This is Normal Form Theorem (Second Edition of Computability, Complexity, and Languages written by Martin Davis page 75): Let $f(x_1,...,x_n)$ be a partially computable function. Then there is a ...
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2answers
126 views

Prove existence of different programs printing each other code

How to prove that there exist two different programs A and B such that A printing code of B and B printing code of A without giving actual examples of such programs?
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1answer
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Recovering the transition function of a Turing machine with a known number of states

Suppose we have a Turing Machine and know how many states it has as well as bound on its running time, but do not initially know its transition function. Is it possible to determine its transition ...
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1answer
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Diophantine equations and P=NP

It was proven that the problem of determining whether a given Diophantine equation has a solution is undecidable (and therefore has no polynomial time algorithm). But we can check proof certificates ...
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3answers
192 views

Is every problem in NP solvable?

Is every $\sf NP$-problem solvable or are there problems that have no working algorithm to solve but have algorithms to verify?
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568 views

What does the set {n | n is an integer and n = n + 1} represent?

I am reading Michael Sipser's book Introduction to the Theory of Computation, which mentions the set $$S = \{ n \mid \text{$n$ is an integer and $n = n + 1$}\}.$$ This doesn't make any sense to me. I ...
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1answer
41 views

An infinite language with no infinite RE or co-RE subsets?

Are there any languages that are infinite (that is, they contain infinitely many strings) but which do not have any infinite subsets that are RE or co-RE languages? This seems related to simple sets, ...
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1answer
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Example of reduction such that it is not many-one reduction while it is not turing reduction

I am reviewing things I learned, and I can't suddenly come up with an example of reduction that is not many-one, but Turing reduction. Can anyone present such an example?
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Why apply the assumed decide für HALT to the input and its code?

In the lecture notes I have got in class I have the following proof for the halting problem not being recursive Assume $H$ is recursive and TM $M_1$ decides it. Construct $M_2$ that gets ...
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2answers
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Is emptiness of the intersection of the languages of two TMs decidable? [duplicate]

Let $\qquad \mathrm{DISJOINT} = \{ \langle M_1,M_2 \rangle : M_1, M_2 \text{ are TMs and } L(M_1) \cap L(M_2) = \emptyset\}$. How do I know if this language is decidable or not? And How do I prove ...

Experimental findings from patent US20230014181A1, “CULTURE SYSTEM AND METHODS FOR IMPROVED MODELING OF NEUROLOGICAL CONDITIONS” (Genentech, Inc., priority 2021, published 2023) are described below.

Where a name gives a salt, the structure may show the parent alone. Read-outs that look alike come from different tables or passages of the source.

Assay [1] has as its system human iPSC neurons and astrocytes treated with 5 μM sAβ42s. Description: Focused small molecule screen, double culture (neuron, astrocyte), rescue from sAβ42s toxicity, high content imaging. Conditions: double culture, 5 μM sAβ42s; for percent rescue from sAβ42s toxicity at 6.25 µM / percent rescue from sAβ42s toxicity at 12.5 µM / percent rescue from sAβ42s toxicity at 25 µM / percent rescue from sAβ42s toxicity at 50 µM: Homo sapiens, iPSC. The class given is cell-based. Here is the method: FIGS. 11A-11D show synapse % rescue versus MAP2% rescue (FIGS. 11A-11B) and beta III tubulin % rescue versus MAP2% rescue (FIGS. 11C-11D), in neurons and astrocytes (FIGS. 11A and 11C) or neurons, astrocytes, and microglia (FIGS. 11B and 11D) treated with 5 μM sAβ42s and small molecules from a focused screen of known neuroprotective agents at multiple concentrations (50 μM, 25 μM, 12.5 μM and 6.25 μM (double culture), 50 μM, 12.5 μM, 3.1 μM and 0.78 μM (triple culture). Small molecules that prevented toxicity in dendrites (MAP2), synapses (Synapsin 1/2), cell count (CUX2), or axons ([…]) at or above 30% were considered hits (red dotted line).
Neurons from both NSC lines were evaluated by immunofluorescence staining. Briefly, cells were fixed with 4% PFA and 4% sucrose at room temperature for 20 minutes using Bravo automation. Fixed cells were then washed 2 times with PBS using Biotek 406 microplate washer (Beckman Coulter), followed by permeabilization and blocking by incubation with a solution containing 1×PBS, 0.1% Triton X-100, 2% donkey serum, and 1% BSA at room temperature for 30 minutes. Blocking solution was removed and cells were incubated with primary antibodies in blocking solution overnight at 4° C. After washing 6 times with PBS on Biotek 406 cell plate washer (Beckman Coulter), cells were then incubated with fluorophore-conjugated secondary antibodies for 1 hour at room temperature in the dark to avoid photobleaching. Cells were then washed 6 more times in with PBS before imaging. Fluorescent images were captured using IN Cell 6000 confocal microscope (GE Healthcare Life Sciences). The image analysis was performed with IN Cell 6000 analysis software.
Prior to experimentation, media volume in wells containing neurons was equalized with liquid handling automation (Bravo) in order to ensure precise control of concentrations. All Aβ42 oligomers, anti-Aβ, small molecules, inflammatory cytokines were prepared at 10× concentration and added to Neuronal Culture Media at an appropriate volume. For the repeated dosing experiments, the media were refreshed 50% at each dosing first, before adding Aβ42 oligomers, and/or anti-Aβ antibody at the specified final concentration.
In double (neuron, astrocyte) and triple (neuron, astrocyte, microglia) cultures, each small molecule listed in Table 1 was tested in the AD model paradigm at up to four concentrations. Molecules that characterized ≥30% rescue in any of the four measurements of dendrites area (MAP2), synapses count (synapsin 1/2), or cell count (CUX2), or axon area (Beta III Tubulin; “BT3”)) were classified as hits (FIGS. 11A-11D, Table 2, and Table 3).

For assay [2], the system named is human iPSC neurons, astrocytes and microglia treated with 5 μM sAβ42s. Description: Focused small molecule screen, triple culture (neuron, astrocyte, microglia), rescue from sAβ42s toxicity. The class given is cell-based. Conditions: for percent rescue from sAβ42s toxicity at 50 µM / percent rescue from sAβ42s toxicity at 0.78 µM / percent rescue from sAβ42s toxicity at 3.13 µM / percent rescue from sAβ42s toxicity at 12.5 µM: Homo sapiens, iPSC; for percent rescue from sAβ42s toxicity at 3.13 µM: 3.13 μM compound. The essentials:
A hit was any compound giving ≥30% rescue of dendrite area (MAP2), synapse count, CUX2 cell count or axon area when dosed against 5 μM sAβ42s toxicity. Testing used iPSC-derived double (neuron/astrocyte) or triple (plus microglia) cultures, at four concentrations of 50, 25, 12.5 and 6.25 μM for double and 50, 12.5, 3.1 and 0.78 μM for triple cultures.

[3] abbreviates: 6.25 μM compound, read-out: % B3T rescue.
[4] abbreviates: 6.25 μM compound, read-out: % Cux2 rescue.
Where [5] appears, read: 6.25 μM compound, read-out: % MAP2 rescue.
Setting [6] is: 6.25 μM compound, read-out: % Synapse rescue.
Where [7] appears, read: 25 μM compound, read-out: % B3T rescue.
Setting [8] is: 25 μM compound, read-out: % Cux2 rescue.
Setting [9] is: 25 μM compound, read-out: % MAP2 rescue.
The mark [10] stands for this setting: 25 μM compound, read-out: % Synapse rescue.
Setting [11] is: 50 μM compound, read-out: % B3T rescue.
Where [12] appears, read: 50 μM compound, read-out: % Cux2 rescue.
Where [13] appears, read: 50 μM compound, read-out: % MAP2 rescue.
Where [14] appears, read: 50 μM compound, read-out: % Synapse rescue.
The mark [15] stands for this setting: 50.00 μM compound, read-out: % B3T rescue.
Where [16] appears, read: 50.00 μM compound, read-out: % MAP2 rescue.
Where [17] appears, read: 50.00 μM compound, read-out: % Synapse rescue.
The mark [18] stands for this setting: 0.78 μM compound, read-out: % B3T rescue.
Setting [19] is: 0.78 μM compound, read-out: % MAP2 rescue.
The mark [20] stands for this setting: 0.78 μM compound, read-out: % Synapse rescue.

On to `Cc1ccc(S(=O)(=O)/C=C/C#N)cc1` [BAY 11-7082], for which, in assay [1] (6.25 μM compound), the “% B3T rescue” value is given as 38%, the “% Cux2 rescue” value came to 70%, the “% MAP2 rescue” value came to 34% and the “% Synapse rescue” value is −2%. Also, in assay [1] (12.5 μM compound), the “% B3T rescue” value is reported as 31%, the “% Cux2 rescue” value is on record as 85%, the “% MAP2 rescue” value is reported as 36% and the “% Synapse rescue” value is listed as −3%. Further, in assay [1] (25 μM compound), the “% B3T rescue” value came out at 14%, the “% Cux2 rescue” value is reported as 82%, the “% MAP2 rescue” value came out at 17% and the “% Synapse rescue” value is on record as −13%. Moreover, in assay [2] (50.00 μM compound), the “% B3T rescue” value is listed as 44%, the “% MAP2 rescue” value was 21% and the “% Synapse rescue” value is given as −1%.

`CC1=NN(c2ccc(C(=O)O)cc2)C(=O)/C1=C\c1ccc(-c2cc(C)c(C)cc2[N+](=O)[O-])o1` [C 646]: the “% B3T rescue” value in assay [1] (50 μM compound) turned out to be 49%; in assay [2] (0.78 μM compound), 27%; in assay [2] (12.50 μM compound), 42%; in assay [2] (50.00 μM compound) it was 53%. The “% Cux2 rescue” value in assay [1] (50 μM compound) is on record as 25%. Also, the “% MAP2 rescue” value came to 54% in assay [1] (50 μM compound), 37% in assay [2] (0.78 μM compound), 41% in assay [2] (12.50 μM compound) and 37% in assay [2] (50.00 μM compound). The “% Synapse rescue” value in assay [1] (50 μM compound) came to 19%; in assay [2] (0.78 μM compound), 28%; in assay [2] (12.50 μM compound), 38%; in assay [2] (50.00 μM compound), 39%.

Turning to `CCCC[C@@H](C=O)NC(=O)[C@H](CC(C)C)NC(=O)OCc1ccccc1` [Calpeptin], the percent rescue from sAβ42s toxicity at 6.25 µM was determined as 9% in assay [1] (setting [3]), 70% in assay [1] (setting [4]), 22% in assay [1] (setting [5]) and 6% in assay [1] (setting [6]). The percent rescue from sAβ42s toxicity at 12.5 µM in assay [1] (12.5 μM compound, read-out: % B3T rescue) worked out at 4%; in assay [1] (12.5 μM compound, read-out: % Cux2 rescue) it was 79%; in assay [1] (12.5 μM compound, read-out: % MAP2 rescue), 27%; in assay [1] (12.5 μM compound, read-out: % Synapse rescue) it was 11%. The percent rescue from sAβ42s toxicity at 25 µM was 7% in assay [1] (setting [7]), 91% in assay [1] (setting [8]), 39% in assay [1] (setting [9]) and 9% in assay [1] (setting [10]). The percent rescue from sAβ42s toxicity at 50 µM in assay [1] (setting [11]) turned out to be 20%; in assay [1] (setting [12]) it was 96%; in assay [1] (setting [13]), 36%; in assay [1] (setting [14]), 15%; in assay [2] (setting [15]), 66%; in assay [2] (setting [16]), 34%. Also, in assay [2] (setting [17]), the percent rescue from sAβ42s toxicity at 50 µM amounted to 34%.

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Partial recursive characteristic function for finite sets

In class we were told that, for every finite subset $X$ of the natural numbers, it is possible to find a partial recursive function $g(x)$ that outputs $1$ if $x\in X$ and $0$ if ...
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1answer
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Decide whether DFA have useless states

A useless state in a DFA is one that is never entered on any input string. Consider the problem of determining whether a DFA has any useless states. Formulate this problem as a language and show that ...
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Function is recursive iff its graph is recursively enumerable

So I understand that a function is recursive if there exist a Turing Machine that accepts it and halts on every input, since function is defined everywhere. But how to prove that function is recursive ...
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Is the infinite union of computable sets computable? [duplicate]

My intuition is telling me that this is untrue. But I am having trouble formulating a proof for this. Can anyone point me in the right direction? I've seen a proof by contradiction involving the union ...
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1answer
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If all infinite r.e. languages have an infinite recursive subset, then do co-r.e. languages not have such subsets?

If all infinite r.e. languages have an infinite recursive subset, then can we logically take co-r.e. languages to not have such subsets by complemence?
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Why, really, is the Halting Problem important?

I don't understand why the Halting Problem is so often used to dismiss the possibility of determining whether a program halts. The Wikipedia article correctly explains that a deterministic machine ...
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1answer
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Cocurrent programming language being Turing-equivalent and difference between Turing-complete and equivalent

In Is concurrent language CCS or CSP turing-equivalent in language power?, the answer says that CCS or CSP is Turing-complete. But that does not seem to answer whether CCS or CCP is Turing-equivalent. ...